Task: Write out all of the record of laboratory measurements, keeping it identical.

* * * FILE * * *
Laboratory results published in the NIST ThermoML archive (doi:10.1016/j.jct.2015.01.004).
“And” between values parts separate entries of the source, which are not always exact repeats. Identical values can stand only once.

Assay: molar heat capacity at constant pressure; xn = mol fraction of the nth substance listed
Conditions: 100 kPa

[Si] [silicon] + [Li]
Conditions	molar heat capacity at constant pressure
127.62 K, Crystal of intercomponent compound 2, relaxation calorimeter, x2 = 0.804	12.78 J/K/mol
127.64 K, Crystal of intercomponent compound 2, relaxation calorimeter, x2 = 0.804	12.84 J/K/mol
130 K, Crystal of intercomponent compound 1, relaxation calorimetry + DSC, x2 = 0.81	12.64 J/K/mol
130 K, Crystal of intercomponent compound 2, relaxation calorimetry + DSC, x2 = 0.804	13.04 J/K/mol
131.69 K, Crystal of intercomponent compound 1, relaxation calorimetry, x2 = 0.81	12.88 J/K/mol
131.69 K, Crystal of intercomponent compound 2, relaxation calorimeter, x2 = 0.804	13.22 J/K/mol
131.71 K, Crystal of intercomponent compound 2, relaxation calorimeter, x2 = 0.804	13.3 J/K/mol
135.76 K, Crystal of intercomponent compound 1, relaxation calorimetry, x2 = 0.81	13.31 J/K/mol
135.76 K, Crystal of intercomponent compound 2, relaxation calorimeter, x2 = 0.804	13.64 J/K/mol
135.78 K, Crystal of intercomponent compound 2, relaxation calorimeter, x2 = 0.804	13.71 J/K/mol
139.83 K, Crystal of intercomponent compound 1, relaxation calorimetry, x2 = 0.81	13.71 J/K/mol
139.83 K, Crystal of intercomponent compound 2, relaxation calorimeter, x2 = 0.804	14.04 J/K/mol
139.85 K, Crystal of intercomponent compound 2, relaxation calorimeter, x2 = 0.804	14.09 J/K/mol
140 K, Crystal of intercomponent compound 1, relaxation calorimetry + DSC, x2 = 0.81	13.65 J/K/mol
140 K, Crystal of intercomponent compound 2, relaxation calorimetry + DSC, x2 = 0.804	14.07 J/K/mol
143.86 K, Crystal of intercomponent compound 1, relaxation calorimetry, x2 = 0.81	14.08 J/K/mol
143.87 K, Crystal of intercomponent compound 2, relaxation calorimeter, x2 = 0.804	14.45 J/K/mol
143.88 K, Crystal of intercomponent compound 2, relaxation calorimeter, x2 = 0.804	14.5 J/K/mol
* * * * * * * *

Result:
Laboratory results published in the NIST ThermoML archive (doi:10.1016/j.jct.2015.01.004).
“And” between values parts separate entries of the source, which are not always exact repeats. Identical values can stand only once.

Assay: molar heat capacity at constant pressure; xn = mol fraction of the nth substance listed
Conditions: 100 kPa

[Si] [silicon] + [Li]
Conditions	molar heat capacity at constant pressure
127.62 K, Crystal of intercomponent compound 2, relaxation calorimeter, x2 = 0.804	12.78 J/K/mol
127.64 K, Crystal of intercomponent compound 2, relaxation calorimeter, x2 = 0.804	12.84 J/K/mol
130 K, Crystal of intercomponent compound 1, relaxation calorimetry + DSC, x2 = 0.81	12.64 J/K/mol
130 K, Crystal of intercomponent compound 2, relaxation calorimetry + DSC, x2 = 0.804	13.04 J/K/mol
131.69 K, Crystal of intercomponent compound 1, relaxation calorimetry, x2 = 0.81	12.88 J/K/mol
131.69 K, Crystal of intercomponent compound 2, relaxation calorimeter, x2 = 0.804	13.22 J/K/mol
131.71 K, Crystal of intercomponent compound 2, relaxation calorimeter, x2 = 0.804	13.3 J/K/mol
135.76 K, Crystal of intercomponent compound 1, relaxation calorimetry, x2 = 0.81	13.31 J/K/mol
135.76 K, Crystal of intercomponent compound 2, relaxation calorimeter, x2 = 0.804	13.64 J/K/mol
135.78 K, Crystal of intercomponent compound 2, relaxation calorimeter, x2 = 0.804	13.71 J/K/mol
139.83 K, Crystal of intercomponent compound 1, relaxation calorimetry, x2 = 0.81	13.71 J/K/mol
139.83 K, Crystal of intercomponent compound 2, relaxation calorimeter, x2 = 0.804	14.04 J/K/mol
139.85 K, Crystal of intercomponent compound 2, relaxation calorimeter, x2 = 0.804	14.09 J/K/mol
140 K, Crystal of intercomponent compound 1, relaxation calorimetry + DSC, x2 = 0.81	13.65 J/K/mol
140 K, Crystal of intercomponent compound 2, relaxation calorimetry + DSC, x2 = 0.804	14.07 J/K/mol
143.86 K, Crystal of intercomponent compound 1, relaxation calorimetry, x2 = 0.81	14.08 J/K/mol
143.87 K, Crystal of intercomponent compound 2, relaxation calorimeter, x2 = 0.804	14.45 J/K/mol
143.88 K, Crystal of intercomponent compound 2, relaxation calorimeter, x2 = 0.804	14.5 J/K/mol